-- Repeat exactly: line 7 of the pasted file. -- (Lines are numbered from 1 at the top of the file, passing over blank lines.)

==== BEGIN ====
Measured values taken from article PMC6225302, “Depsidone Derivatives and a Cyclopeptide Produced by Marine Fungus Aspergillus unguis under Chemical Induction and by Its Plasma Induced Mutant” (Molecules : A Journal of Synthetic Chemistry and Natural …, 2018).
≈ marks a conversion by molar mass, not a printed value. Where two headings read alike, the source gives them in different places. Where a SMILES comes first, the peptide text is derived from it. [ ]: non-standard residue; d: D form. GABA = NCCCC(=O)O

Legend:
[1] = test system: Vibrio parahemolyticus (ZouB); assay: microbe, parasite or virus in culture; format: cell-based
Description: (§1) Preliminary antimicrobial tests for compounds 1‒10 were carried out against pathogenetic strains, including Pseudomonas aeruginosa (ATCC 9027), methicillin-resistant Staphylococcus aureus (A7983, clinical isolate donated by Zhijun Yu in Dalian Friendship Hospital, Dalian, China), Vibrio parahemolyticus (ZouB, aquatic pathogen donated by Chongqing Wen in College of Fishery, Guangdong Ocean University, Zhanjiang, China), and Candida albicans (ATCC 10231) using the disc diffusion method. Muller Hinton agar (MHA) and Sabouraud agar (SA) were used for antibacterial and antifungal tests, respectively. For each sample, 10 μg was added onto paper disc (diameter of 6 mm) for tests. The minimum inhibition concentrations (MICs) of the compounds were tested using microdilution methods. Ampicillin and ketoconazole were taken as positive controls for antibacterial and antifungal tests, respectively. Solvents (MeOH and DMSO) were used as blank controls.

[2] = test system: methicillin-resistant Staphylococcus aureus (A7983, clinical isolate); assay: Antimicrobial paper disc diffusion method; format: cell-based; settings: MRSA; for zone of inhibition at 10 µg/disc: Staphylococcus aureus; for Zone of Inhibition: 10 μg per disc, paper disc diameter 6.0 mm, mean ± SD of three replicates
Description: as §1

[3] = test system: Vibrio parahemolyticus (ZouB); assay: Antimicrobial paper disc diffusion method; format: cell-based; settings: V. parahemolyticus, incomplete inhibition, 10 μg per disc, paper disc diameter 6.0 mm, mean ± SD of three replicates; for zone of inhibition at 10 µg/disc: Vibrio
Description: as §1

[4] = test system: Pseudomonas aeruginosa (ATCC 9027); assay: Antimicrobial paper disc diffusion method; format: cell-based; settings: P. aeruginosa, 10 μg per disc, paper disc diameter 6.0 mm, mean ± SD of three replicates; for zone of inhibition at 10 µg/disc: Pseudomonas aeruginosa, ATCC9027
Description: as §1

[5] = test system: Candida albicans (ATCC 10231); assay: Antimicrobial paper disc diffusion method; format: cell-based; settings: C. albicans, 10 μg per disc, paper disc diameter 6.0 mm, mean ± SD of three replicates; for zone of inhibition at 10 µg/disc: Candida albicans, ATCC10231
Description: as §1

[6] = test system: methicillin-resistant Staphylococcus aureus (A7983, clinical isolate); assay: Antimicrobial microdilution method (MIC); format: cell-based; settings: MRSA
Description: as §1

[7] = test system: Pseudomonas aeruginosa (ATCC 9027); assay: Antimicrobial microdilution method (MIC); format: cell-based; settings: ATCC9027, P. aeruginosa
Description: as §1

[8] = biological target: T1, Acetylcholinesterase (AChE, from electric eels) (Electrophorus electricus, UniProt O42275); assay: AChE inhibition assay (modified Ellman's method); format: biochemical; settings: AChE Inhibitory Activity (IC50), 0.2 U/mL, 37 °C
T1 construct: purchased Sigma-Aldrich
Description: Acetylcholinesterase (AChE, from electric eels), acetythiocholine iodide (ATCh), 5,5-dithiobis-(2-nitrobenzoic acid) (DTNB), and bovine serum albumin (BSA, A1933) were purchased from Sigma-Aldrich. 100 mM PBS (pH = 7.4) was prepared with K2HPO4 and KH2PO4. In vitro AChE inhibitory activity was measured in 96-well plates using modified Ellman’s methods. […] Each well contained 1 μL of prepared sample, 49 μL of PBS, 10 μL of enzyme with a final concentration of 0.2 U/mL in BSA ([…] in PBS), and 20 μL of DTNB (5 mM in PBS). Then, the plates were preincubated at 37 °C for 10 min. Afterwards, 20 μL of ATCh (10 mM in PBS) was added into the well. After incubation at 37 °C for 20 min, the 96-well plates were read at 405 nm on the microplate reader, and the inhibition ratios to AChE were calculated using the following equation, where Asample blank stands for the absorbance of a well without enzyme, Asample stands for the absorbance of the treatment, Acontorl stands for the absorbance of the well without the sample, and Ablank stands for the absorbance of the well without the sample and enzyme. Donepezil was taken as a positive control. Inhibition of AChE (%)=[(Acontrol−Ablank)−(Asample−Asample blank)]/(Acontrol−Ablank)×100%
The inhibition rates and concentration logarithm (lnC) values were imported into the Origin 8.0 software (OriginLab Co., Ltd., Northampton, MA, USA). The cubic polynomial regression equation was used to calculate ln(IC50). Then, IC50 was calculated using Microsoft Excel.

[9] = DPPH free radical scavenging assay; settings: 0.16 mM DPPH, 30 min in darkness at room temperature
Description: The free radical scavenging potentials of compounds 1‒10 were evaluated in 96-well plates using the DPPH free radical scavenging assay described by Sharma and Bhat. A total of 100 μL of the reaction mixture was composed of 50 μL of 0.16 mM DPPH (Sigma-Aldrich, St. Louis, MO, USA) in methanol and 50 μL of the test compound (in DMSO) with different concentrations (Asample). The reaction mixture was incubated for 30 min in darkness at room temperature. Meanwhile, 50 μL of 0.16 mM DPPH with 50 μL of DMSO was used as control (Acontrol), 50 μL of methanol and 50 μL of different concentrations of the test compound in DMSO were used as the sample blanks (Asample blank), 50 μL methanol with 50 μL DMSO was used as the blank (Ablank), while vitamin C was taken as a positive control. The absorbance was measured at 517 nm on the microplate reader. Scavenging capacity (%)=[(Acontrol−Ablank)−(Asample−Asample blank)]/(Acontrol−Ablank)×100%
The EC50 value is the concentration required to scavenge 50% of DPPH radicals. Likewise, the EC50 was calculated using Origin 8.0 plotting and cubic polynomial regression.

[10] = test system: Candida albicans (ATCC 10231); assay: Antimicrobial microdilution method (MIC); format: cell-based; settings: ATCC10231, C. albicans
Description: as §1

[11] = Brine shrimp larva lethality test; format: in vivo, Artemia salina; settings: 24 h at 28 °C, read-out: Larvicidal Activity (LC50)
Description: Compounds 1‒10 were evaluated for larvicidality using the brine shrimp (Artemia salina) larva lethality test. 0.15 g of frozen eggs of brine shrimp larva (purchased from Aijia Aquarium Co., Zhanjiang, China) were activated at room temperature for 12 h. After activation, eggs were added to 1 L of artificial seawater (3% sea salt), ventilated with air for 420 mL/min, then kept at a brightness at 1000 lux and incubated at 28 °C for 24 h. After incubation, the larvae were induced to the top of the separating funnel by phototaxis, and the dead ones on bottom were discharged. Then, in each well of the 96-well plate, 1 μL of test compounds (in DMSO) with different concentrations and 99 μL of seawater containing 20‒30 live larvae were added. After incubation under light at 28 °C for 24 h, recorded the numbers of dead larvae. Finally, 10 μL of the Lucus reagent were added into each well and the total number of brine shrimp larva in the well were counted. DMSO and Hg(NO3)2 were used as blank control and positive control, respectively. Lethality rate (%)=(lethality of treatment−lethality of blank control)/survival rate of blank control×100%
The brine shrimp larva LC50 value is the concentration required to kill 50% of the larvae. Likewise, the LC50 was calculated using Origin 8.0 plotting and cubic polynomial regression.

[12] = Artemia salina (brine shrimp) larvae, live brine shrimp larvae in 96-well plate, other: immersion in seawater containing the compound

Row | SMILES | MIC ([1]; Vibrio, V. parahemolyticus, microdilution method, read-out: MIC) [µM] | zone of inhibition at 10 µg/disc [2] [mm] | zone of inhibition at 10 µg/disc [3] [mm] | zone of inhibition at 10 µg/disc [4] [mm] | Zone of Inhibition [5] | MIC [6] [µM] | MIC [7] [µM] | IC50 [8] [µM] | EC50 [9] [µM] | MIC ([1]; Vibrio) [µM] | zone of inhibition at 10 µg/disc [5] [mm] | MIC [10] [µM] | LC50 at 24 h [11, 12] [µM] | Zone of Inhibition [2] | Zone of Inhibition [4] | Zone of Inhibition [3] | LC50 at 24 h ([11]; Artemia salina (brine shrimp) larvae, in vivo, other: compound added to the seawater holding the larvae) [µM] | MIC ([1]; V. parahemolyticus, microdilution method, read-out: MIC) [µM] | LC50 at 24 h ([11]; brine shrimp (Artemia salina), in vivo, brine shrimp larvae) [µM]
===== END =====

Description: as §1